Book Image

C Programming for Arduino

By : Julien Bayle
Book Image

C Programming for Arduino

By: Julien Bayle

Overview of this book

Physical computing allows us to build interactive physical systems by using software & hardware in order to sense and respond to the real world. C Programming for Arduino will show you how to harness powerful capabilities like sensing, feedbacks, programming and even wiring and developing your own autonomous systems. C Programming for Arduino contains everything you need to directly start wiring and coding your own electronic project. You'll learn C and how to code several types of firmware for your Arduino, and then move on to design small typical systems to understand how handling buttons, leds, LCD, network modules and much more. After running through C/C++ for the Arduino, you'll learn how to control your software by using real buttons and distance sensors and even discover how you can use your Arduino with the Processing framework so that they work in unison. Advanced coverage includes using Wi-Fi networks and batteries to make your Arduino-based hardware more mobile and flexible without wires. If you want to learn how to build your own electronic devices with powerful open-source technology, then this book is for you.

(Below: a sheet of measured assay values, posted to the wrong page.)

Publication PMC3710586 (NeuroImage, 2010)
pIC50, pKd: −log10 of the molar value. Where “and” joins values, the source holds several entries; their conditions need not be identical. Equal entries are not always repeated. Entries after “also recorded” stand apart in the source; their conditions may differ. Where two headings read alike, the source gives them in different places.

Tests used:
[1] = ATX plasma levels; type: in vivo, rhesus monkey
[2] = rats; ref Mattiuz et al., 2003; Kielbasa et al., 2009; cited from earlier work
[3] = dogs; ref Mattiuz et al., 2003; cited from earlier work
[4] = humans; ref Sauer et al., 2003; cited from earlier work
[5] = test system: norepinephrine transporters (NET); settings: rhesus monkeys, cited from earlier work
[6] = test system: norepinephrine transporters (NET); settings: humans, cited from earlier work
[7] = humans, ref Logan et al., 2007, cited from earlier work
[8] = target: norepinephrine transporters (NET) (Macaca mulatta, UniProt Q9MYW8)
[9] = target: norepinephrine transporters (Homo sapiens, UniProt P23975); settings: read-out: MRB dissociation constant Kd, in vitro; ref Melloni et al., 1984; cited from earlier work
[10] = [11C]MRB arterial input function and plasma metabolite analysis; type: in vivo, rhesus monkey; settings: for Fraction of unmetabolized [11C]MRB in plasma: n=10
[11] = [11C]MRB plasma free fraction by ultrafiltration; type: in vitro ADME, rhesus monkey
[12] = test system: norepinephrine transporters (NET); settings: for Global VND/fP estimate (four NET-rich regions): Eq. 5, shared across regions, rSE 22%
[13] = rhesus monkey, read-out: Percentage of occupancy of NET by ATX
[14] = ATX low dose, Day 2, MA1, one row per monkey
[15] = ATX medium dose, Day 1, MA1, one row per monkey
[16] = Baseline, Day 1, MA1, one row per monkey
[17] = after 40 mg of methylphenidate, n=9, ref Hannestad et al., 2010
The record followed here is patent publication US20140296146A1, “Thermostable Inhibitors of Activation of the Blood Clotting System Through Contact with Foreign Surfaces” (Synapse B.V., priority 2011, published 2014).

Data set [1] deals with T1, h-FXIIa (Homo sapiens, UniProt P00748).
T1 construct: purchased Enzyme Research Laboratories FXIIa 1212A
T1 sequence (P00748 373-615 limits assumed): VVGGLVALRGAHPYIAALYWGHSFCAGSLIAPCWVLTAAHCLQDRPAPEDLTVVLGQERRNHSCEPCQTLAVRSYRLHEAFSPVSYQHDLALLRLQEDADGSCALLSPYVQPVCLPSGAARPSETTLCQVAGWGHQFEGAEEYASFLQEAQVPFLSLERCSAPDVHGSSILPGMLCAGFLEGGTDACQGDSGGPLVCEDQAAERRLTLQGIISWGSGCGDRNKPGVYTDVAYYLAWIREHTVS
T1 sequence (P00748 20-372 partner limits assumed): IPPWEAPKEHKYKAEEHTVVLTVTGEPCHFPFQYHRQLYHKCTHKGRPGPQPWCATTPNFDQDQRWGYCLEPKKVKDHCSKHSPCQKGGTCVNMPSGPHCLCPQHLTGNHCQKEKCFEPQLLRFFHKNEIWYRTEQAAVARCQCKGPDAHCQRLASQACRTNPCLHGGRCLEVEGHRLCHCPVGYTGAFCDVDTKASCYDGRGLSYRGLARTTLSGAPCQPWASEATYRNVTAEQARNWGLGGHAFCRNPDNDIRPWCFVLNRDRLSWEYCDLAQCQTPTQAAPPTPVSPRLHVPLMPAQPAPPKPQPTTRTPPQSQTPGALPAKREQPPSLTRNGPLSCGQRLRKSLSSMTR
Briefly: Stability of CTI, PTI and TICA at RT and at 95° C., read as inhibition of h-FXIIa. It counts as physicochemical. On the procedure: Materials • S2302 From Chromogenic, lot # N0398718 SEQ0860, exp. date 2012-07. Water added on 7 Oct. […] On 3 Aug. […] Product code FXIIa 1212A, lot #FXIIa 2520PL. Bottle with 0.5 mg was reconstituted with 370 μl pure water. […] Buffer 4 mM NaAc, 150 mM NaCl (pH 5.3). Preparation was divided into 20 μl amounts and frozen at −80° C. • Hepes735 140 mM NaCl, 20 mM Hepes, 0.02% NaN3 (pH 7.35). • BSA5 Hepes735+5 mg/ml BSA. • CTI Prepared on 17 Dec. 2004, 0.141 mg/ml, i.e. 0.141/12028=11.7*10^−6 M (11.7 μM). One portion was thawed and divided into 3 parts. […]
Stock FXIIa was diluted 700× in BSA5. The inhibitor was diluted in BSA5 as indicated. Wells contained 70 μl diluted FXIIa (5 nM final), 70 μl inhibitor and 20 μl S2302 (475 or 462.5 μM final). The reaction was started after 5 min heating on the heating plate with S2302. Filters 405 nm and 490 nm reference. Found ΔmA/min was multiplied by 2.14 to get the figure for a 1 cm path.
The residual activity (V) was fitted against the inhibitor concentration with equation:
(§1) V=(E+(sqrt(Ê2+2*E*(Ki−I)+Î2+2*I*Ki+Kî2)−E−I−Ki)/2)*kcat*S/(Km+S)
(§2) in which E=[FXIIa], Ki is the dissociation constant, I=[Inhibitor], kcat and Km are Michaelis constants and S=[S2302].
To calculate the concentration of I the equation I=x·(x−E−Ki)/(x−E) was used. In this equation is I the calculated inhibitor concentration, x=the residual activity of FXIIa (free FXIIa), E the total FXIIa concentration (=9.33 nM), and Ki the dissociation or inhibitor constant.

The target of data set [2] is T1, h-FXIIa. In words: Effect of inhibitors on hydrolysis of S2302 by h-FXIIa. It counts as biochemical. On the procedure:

Table of Contents (21 chapters)
C Programming for Arduino
About the Author
About the Reviewers

Pitch shift effect controlled by hand

Pitch shifting is a well-known effect in all fields related to sound processing. It changes the pitch of an incoming sound. Here we are going to implement a very cheap pitch shifter with Max 6, but we will focus on how to control this sound effect. We will control it by moving our hand over a distance sensor.

We are going to use the same circuit as the one in Chapter 6, Sense the World – Feeling with Analog Inputs.

The circuit with the sensor and the firmware

The following circuit shows the Arduino board connected to a sensor:

The Sharp distance sensor connected to Arduino

The firmware is almost the same too. I removed the part about the distance calculation because, indeed, we don't care about the distance itself.

The ADC of Arduino provides a resolution of 10 bits, which will give numbers from 0 to 1023. We are going to use this value to calibrate our system.

The following code is the firmware. You can find it in the Chapter12/PitchShift folder:

int sensorPin...